NEW ZEALAND, March 11, 2019 (NZ Herald): Statues of Hindu Gods, Goddesses and Deities are being discarded at Auckland beaches as part of a religious practice - but concerns are being raised about it posing a risk to beachgoers and wildlife. An Auckland mother who has been cleaning beaches from Okahu Bay to Glendowie says she has been picking up statues and shards of broken pieces - mostly at Biddicks Bay and Mission Bay. Auckland beaches are already facing a dangerous litter problem with broken glass, syringes and dumped asbestos among the rubbish picked up. AUT University Professor of Diversity Edwina Pio said usually after a religious festival or celebration, such as Vinayaka Chaturthi which celebrates the birth of Hindu Deity Ganesha, statues were "released" into the sea or lakes.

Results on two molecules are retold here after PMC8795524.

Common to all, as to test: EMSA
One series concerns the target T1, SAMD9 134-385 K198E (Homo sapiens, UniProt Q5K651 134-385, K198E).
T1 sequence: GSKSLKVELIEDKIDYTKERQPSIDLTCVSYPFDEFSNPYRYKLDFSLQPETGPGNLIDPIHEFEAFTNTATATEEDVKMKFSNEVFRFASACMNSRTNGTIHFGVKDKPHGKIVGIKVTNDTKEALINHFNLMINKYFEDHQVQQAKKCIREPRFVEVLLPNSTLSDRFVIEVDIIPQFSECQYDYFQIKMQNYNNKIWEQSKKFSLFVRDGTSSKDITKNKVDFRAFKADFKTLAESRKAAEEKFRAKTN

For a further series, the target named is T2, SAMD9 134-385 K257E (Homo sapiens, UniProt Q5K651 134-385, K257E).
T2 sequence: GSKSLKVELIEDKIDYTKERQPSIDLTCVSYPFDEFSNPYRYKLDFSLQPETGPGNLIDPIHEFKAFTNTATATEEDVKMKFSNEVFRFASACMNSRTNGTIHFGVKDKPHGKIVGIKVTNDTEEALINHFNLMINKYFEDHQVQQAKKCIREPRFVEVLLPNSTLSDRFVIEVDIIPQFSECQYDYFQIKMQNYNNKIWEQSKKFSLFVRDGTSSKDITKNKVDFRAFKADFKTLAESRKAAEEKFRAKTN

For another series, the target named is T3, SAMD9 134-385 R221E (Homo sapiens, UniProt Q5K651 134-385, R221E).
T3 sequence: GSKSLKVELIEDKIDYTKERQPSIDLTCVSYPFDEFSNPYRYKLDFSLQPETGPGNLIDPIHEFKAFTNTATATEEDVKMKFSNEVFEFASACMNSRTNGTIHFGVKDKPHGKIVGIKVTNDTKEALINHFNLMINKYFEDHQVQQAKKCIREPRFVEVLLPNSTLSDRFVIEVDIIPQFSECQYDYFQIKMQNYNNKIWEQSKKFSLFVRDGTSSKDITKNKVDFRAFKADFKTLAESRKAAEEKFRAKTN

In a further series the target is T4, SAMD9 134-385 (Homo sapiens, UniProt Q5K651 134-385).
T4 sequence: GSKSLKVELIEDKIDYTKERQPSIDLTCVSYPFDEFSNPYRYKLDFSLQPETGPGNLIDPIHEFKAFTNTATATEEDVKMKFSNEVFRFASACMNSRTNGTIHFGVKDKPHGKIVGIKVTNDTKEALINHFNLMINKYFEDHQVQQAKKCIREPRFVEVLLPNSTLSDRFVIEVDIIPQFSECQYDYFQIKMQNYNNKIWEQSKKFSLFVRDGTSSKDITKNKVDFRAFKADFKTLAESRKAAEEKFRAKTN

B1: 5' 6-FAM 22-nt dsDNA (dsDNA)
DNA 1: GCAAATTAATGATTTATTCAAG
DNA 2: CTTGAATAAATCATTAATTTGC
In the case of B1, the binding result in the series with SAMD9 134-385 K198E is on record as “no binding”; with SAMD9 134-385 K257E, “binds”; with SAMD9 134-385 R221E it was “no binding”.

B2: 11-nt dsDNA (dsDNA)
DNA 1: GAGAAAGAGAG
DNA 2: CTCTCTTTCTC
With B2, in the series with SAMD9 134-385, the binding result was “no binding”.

Pio said the practice among Hindus originated with clay statues painted with vegetable dyes, but many statue makers now used non-biodegradable material like plaster of paris, paints and dyes which are not soluble and can cause harm to the environment. "Casting away statues is also a stark call for religious leaders, communities, local and government bodies to quicken the pace of framing appropriate guidelines," Pio added. An Auckland Council spokeswoman said it was working with the Hindu Council to develop recommendations on how statues and cultural offerings could be immersed in an eco-friendly manner. Hinduism is the second largest and the fastest growing religion in New Zealand, with more than 90,000 followers according to the 2013 Census.